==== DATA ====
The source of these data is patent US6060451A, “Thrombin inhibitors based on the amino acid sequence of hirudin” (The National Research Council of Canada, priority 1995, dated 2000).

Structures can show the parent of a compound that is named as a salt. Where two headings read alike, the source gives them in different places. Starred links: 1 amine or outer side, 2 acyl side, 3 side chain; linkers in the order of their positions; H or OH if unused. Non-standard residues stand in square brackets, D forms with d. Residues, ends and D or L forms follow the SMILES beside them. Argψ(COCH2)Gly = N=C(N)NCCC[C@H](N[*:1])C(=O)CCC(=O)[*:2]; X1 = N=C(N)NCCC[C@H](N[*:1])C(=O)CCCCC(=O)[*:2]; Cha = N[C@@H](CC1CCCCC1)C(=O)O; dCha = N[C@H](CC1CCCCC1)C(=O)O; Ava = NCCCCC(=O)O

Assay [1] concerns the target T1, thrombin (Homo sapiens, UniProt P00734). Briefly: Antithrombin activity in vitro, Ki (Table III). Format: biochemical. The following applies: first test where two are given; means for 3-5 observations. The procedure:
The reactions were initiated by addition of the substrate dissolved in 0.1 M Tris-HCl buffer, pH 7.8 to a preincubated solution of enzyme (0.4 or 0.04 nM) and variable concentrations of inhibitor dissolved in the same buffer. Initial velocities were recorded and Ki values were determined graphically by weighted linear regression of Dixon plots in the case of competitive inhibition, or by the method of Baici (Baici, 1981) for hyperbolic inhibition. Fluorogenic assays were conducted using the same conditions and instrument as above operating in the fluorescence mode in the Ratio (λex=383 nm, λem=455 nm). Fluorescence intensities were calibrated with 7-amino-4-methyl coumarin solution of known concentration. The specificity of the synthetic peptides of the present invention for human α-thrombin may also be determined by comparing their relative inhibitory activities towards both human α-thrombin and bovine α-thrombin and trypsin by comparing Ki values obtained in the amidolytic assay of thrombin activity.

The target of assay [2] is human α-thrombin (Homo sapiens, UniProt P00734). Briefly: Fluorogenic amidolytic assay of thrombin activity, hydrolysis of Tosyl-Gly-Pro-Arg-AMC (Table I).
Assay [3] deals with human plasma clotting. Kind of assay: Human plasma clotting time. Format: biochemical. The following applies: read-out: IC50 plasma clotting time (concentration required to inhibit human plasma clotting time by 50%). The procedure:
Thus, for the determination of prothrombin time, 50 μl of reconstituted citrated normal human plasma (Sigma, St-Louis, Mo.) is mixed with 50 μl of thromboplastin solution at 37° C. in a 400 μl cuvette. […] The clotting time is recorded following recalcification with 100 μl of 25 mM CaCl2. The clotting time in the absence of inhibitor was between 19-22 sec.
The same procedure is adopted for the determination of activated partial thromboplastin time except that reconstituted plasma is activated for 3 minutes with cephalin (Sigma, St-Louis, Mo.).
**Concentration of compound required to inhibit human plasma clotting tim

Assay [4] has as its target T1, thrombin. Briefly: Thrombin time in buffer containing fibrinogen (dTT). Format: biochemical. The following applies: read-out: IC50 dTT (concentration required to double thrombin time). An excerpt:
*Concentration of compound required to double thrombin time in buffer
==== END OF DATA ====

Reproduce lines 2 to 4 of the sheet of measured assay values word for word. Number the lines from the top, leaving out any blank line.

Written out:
Structures can show the parent of a compound that is named as a salt. Where two headings read alike, the source gives them in different places. Starred links: 1 amine or outer side, 2 acyl side, 3 side chain; linkers in the order of their positions; H or OH if unused. Non-standard residues stand in square brackets, D forms with d. Residues, ends and D or L forms follow the SMILES beside them. Argψ(COCH2)Gly = N=C(N)NCCC[C@H](N[*:1])C(=O)CCC(=O)[*:2]; X1 = N=C(N)NCCC[C@H](N[*:1])C(=O)CCCCC(=O)[*:2]; Cha = N[C@@H](CC1CCCCC1)C(=O)O; dCha = N[C@H](CC1CCCCC1)C(=O)O; Ava = NCCCCC(=O)O

Assay [1] concerns the target T1, thrombin (Homo sapiens, UniProt P00734). Briefly: Antithrombin activity in vitro, Ki (Table III). Format: biochemical. The following applies: first test where two are given; means for 3-5 observations. The procedure:
The reactions were initiated by addition of the substrate dissolved in 0.1 M Tris-HCl buffer, pH 7.8 to a preincubated solution of enzyme (0.4 or 0.04 nM) and variable concentrations of inhibitor dissolved in the same buffer. Initial velocities were recorded and Ki values were determined graphically by weighted linear regression of Dixon plots in the case of competitive inhibition, or by the method of Baici (Baici, 1981) for hyperbolic inhibition. Fluorogenic assays were conducted using the same conditions and instrument as above operating in the fluorescence mode in the Ratio (λex=383 nm, λem=455 nm). Fluorescence intensities were calibrated with 7-amino-4-methyl coumarin solution of known concentration. The specificity of the synthetic peptides of the present invention for human α-thrombin may also be determined by comparing their relative inhibitory activities towards both human α-thrombin and bovine α-thrombin and trypsin by comparing Ki values obtained in the amidolytic assay of thrombin activity.